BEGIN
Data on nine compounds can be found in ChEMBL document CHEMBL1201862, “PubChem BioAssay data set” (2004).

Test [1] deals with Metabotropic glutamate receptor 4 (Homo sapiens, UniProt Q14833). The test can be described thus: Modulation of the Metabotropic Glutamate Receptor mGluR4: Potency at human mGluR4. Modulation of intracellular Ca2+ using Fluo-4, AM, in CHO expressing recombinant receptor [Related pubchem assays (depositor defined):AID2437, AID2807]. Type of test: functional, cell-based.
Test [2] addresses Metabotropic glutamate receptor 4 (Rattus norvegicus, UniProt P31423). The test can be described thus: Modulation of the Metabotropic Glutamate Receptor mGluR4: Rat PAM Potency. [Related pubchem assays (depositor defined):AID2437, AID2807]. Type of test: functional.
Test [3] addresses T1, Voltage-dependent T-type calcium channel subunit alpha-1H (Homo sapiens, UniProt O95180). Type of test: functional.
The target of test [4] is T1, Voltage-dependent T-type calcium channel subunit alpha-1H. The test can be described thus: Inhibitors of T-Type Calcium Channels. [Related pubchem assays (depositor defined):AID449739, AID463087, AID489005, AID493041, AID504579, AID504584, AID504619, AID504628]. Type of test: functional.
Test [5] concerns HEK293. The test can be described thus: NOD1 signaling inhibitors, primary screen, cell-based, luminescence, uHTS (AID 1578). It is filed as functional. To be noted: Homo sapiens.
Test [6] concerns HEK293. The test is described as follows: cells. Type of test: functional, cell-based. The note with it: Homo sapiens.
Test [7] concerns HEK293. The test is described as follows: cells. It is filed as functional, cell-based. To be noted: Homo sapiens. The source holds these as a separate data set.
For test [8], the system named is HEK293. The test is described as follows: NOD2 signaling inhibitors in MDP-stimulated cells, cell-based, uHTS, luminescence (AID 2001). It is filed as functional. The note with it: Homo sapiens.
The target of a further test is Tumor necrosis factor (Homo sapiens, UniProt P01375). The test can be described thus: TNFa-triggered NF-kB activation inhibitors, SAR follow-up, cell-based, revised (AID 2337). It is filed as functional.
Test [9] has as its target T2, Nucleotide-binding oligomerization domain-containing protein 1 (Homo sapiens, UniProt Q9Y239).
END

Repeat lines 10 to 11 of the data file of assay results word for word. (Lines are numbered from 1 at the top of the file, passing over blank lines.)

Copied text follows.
The target of a further test is Tumor necrosis factor (Homo sapiens, UniProt P01375). The test can be described thus: TNFa-triggered NF-kB activation inhibitors, SAR follow-up, cell-based, revised (AID 2337). It is filed as functional.
Test [9] has as its target T2, Nucleotide-binding oligomerization domain-containing protein 1 (Homo sapiens, UniProt Q9Y239).